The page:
The Theologians’ Cross

Most of us want everything to be understandable, even logical.  Some can’t accept mystery of any sort.  Jesus Christ has revealed to us many things about God, but not everything.  Some mysteries still persist.  They may be mysteries because it is outside of our mental capability to comprehend the answer–like the Trinity.  Perhaps God feels it is best to withhold some information because we would misuse it–like the date of Christ’s return.  I’m not sure into what category the Theologian’s cross falls.

What’s the Theologians’ Cross you say?  It is the explanation of how it can be that God wants everybody to be saved, but only a relatively few are.

The Bible is explicit about both sides of this seeming contradiction.  In 1 Timothy 2:4, Paul says,

This is good and pleases God our Savior, who wants all men to be saved and to come to a knowledge of the truth.

There is no reason to doubt the accuracy or sincerity of this statement.  It is God’s will and nature to seek the salvation of all.  God loves “the world”, not a select subset of the world.  Logic would tell you that if God is all-powerful and His desire is to save all, then all will be saved.  I wish that were right.

In the passage I like the least in the Bible, Matthew 7:13-14, Jesus says,

Enter through the narrow gate.  For wide is the gate and broad is the road that leads to destruction, and many enter through it.  But small is the gate and narrow is the road that leads to life, and only a few find it.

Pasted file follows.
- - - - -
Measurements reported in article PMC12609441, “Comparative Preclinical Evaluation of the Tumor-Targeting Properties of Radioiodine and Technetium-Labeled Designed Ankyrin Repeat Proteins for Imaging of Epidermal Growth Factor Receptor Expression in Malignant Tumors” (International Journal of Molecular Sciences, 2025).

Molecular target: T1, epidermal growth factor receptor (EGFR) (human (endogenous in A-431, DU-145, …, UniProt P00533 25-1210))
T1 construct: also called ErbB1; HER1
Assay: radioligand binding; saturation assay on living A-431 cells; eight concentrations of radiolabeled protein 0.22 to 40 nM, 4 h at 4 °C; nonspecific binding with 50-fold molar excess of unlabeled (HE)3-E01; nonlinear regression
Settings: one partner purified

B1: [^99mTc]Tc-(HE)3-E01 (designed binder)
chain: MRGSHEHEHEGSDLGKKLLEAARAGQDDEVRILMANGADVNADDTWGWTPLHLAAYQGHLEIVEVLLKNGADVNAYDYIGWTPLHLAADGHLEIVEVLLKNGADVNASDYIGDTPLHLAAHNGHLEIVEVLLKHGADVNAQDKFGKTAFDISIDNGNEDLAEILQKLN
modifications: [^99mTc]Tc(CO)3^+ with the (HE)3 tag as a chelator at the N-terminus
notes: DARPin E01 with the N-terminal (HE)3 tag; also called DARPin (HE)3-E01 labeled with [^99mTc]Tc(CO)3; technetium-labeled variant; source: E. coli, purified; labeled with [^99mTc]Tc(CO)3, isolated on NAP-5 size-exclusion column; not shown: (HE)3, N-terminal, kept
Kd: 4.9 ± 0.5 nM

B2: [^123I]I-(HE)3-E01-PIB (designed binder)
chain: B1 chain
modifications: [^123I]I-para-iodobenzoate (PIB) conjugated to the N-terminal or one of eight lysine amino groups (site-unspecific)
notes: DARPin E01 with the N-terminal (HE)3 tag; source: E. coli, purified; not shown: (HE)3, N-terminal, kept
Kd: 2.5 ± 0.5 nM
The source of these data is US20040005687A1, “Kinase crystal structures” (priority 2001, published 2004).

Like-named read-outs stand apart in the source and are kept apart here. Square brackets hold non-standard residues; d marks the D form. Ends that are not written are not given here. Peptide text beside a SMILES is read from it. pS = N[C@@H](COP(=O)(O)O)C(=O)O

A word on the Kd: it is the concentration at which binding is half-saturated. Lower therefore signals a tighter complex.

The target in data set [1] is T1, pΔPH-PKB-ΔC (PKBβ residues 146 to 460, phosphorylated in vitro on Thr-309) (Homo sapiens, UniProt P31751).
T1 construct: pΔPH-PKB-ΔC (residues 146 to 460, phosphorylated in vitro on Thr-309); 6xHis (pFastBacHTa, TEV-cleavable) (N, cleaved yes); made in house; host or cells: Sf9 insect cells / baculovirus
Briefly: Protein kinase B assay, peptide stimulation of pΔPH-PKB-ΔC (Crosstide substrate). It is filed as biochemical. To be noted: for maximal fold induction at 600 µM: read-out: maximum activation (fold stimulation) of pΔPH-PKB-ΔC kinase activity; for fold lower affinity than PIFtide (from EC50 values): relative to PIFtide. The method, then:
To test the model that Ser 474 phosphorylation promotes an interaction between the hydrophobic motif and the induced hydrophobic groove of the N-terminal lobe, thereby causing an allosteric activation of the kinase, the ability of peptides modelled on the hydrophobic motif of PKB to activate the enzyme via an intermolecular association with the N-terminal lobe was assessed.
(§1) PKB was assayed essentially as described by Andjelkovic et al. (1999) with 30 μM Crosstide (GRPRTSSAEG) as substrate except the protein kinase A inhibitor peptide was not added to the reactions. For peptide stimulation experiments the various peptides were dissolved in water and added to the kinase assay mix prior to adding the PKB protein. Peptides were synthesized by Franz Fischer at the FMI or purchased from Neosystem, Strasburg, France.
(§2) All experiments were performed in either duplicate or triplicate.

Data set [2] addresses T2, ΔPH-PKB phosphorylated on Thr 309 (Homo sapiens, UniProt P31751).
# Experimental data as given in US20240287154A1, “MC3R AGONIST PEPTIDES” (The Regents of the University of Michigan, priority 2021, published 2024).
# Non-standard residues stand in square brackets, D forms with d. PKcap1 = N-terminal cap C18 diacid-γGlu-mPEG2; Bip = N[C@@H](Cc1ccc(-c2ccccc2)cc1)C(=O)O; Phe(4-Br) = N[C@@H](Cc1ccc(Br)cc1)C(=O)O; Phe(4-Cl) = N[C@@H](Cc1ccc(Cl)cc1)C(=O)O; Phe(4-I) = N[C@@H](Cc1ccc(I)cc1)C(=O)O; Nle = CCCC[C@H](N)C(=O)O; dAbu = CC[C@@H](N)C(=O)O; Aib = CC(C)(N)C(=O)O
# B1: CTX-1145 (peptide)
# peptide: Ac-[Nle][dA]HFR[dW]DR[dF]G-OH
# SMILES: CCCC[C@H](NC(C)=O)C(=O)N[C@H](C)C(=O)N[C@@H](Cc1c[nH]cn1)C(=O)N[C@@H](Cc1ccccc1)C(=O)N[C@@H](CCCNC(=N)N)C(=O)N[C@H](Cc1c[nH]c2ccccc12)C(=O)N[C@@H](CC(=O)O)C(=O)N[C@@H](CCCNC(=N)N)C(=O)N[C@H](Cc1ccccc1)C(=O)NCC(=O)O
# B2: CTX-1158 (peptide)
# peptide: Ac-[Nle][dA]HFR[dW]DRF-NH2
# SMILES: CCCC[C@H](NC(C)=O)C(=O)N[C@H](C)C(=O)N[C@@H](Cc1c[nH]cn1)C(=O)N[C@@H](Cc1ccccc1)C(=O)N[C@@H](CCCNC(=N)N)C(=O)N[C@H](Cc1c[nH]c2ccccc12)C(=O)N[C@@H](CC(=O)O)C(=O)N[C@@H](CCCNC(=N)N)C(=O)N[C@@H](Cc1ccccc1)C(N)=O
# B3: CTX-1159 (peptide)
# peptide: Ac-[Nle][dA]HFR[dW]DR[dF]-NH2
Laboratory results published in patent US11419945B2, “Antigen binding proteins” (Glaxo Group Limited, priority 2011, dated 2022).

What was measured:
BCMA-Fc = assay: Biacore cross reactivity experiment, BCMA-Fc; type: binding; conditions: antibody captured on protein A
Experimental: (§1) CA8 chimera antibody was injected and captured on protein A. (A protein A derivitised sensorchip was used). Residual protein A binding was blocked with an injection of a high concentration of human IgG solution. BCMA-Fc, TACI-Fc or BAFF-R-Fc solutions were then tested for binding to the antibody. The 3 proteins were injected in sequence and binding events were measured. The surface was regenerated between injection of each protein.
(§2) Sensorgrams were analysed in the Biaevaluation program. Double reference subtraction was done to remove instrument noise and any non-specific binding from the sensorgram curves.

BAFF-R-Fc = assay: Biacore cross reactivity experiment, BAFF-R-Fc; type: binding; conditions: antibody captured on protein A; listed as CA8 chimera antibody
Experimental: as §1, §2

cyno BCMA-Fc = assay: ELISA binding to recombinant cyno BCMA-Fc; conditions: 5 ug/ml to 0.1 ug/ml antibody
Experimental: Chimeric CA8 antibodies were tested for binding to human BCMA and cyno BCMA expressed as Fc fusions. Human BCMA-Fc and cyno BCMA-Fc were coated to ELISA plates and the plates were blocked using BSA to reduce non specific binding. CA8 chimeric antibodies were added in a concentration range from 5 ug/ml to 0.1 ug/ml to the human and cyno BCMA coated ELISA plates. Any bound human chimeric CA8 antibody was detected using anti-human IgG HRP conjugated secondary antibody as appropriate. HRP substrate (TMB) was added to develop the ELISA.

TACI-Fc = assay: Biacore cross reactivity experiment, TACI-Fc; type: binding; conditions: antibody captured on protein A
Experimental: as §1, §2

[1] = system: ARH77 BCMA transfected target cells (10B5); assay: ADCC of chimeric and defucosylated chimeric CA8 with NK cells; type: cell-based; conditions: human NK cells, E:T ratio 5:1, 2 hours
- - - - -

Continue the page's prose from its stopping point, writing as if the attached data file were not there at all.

So how can this be?  It is clear that Jesus is the only way to eternal life.  If there were alternate routes, then Jesus would not have been asked to do what He did.  Jesus’ incarnation, life, forsakenness, death and resurrection is an awful costly way to create a way to Heaven.  So the road is narrow because Jesus is that road.  But it is the Holy Spirit who makes believers and connects them to Jesus.  Why can’t the Holy Spirit reach all?  Herein lies the Theologians’ Cross.  I don’t know.

The fact of this should temper our expectations but not dampen our willingness to share Christ with others.  People do come to faith, and they are saved.  But some will resist and persist.  The reason may be genetic, brain structure, an act of will, a flaw in the soul, something I don’t know anything about.  The one reason I will take off the list is that it is just arbitrary.  Some, in speaking about God’s sovereign power to choose the “elect” equate God’s “choice” to an arbitrary choice.  That would make the statement of God’s desire to save all insincere.

Whatever the answer is, I’m sure that it breaks God’s heart.  It breaks mine.

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